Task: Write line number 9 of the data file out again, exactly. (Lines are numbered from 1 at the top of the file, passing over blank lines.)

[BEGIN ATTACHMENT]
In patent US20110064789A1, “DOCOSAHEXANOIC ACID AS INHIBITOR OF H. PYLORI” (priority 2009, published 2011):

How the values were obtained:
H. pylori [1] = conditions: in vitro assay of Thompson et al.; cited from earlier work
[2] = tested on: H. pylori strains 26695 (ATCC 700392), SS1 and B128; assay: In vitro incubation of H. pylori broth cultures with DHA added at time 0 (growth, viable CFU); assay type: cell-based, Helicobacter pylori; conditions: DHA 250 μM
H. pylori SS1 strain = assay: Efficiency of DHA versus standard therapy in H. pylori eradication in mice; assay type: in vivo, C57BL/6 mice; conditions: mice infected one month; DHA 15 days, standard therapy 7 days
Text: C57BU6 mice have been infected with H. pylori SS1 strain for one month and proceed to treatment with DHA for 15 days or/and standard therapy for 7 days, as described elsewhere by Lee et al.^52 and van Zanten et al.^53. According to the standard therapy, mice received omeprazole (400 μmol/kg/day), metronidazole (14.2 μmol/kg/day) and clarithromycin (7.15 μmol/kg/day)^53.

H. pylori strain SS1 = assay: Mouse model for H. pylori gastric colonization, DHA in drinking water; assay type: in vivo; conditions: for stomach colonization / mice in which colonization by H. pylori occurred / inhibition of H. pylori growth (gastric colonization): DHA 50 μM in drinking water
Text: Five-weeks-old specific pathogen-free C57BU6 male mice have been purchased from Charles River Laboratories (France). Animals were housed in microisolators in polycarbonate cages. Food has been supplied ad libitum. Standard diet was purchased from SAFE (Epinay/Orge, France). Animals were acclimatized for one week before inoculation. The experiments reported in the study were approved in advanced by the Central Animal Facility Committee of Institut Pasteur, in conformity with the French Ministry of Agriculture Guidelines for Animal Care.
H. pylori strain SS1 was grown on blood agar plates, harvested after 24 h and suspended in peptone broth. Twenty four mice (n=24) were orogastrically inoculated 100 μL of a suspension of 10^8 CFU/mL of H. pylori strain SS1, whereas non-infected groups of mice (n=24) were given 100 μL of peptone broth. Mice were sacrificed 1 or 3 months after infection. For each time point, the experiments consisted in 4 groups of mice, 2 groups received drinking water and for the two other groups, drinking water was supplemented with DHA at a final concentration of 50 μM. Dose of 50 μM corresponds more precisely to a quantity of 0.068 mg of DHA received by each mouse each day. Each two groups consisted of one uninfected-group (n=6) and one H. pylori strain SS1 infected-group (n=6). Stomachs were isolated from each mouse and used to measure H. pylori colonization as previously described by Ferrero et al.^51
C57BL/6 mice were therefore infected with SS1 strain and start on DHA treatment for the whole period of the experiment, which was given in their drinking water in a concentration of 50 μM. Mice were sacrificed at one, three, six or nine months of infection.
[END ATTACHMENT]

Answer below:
H. pylori strain SS1 was grown on blood agar plates, harvested after 24 h and suspended in peptone broth. Twenty four mice (n=24) were orogastrically inoculated 100 μL of a suspension of 10^8 CFU/mL of H. pylori strain SS1, whereas non-infected groups of mice (n=24) were given 100 μL of peptone broth. Mice were sacrificed 1 or 3 months after infection. For each time point, the experiments consisted in 4 groups of mice, 2 groups received drinking water and for the two other groups, drinking water was supplemented with DHA at a final concentration of 50 μM. Dose of 50 μM corresponds more precisely to a quantity of 0.068 mg of DHA received by each mouse each day. Each two groups consisted of one uninfected-group (n=6) and one H. pylori strain SS1 infected-group (n=6). Stomachs were isolated from each mouse and used to measure H. pylori colonization as previously described by Ferrero et al.^51